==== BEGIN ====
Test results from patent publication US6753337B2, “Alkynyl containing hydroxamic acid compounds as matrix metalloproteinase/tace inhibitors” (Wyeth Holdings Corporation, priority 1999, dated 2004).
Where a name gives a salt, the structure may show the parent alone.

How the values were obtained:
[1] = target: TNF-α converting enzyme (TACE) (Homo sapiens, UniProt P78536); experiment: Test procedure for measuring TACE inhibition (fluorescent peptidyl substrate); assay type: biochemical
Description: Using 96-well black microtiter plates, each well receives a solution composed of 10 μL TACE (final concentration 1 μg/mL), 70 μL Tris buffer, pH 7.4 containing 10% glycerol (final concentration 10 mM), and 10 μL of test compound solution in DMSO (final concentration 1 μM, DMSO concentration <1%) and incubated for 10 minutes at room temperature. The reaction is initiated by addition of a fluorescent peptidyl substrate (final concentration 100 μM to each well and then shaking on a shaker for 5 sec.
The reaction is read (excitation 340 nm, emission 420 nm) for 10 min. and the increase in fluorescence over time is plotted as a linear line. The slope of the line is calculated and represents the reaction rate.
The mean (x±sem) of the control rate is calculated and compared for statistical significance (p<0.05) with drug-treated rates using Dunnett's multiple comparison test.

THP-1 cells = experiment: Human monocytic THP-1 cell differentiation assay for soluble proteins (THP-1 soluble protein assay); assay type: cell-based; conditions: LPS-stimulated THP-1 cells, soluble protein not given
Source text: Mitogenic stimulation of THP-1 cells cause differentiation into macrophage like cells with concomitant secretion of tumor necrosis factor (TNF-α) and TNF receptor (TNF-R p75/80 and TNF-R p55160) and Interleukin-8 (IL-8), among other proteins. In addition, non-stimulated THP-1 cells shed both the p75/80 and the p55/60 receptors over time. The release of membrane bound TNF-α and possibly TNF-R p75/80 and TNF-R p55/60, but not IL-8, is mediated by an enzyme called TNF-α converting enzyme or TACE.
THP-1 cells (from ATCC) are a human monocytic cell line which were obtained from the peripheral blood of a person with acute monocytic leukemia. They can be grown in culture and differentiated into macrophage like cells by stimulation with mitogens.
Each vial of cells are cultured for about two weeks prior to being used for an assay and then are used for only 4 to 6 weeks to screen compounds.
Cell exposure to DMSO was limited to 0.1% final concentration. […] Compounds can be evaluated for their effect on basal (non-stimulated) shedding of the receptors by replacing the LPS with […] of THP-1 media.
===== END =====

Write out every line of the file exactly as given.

Test results from patent publication US6753337B2, “Alkynyl containing hydroxamic acid compounds as matrix metalloproteinase/tace inhibitors” (Wyeth Holdings Corporation, priority 1999, dated 2004).
Where a name gives a salt, the structure may show the parent alone.

How the values were obtained:
[1] = target: TNF-α converting enzyme (TACE) (Homo sapiens, UniProt P78536); experiment: Test procedure for measuring TACE inhibition (fluorescent peptidyl substrate); assay type: biochemical
Description: Using 96-well black microtiter plates, each well receives a solution composed of 10 μL TACE (final concentration 1 μg/mL), 70 μL Tris buffer, pH 7.4 containing 10% glycerol (final concentration 10 mM), and 10 μL of test compound solution in DMSO (final concentration 1 μM, DMSO concentration <1%) and incubated for 10 minutes at room temperature. The reaction is initiated by addition of a fluorescent peptidyl substrate (final concentration 100 μM to each well and then shaking on a shaker for 5 sec.
The reaction is read (excitation 340 nm, emission 420 nm) for 10 min. and the increase in fluorescence over time is plotted as a linear line. The slope of the line is calculated and represents the reaction rate.
The mean (x±sem) of the control rate is calculated and compared for statistical significance (p<0.05) with drug-treated rates using Dunnett's multiple comparison test.

THP-1 cells = experiment: Human monocytic THP-1 cell differentiation assay for soluble proteins (THP-1 soluble protein assay); assay type: cell-based; conditions: LPS-stimulated THP-1 cells, soluble protein not given
Source text: Mitogenic stimulation of THP-1 cells cause differentiation into macrophage like cells with concomitant secretion of tumor necrosis factor (TNF-α) and TNF receptor (TNF-R p75/80 and TNF-R p55160) and Interleukin-8 (IL-8), among other proteins. In addition, non-stimulated THP-1 cells shed both the p75/80 and the p55/60 receptors over time. The release of membrane bound TNF-α and possibly TNF-R p75/80 and TNF-R p55/60, but not IL-8, is mediated by an enzyme called TNF-α converting enzyme or TACE.
THP-1 cells (from ATCC) are a human monocytic cell line which were obtained from the peripheral blood of a person with acute monocytic leukemia. They can be grown in culture and differentiated into macrophage like cells by stimulation with mitogens.
Each vial of cells are cultured for about two weeks prior to being used for an assay and then are used for only 4 to 6 weeks to screen compounds.
Cell exposure to DMSO was limited to 0.1% final concentration. […] Compounds can be evaluated for their effect on basal (non-stimulated) shedding of the receptors by replacing the LPS with […] of THP-1 media.